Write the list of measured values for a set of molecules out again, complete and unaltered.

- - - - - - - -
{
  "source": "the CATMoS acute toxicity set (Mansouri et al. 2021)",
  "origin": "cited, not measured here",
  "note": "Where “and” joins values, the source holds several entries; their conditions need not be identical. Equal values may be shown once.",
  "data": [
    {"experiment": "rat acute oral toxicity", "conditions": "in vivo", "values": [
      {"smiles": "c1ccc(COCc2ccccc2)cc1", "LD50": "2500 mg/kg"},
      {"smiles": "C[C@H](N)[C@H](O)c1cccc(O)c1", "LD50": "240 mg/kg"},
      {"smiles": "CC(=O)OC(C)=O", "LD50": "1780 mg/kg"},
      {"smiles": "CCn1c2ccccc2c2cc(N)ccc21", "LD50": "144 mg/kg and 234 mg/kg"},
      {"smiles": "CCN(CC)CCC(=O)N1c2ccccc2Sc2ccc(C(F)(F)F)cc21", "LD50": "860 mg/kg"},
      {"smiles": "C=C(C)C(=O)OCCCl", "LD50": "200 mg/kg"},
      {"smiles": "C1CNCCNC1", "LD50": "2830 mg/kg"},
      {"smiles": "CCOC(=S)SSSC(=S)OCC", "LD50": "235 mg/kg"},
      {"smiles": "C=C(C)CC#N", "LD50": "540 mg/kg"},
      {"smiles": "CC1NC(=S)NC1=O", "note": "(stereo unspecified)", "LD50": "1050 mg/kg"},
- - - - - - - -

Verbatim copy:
{
  "source": "the CATMoS acute toxicity set (Mansouri et al. 2021)",
  "origin": "cited, not measured here",
  "note": "Where “and” joins values, the source holds several entries; their conditions need not be identical. Equal values may be shown once.",
  "data": [
    {"experiment": "rat acute oral toxicity", "conditions": "in vivo", "values": [
      {"smiles": "c1ccc(COCc2ccccc2)cc1", "LD50": "2500 mg/kg"},
      {"smiles": "C[C@H](N)[C@H](O)c1cccc(O)c1", "LD50": "240 mg/kg"},
      {"smiles": "CC(=O)OC(C)=O", "LD50": "1780 mg/kg"},
      {"smiles": "CCn1c2ccccc2c2cc(N)ccc21", "LD50": "144 mg/kg and 234 mg/kg"},
      {"smiles": "CCN(CC)CCC(=O)N1c2ccccc2Sc2ccc(C(F)(F)F)cc21", "LD50": "860 mg/kg"},
      {"smiles": "C=C(C)C(=O)OCCCl", "LD50": "200 mg/kg"},
      {"smiles": "C1CNCCNC1", "LD50": "2830 mg/kg"},
      {"smiles": "CCOC(=S)SSSC(=S)OCC", "LD50": "235 mg/kg"},
      {"smiles": "C=C(C)CC#N", "LD50": "540 mg/kg"},
      {"smiles": "CC1NC(=S)NC1=O", "note": "(stereo unspecified)", "LD50": "1050 mg/kg"},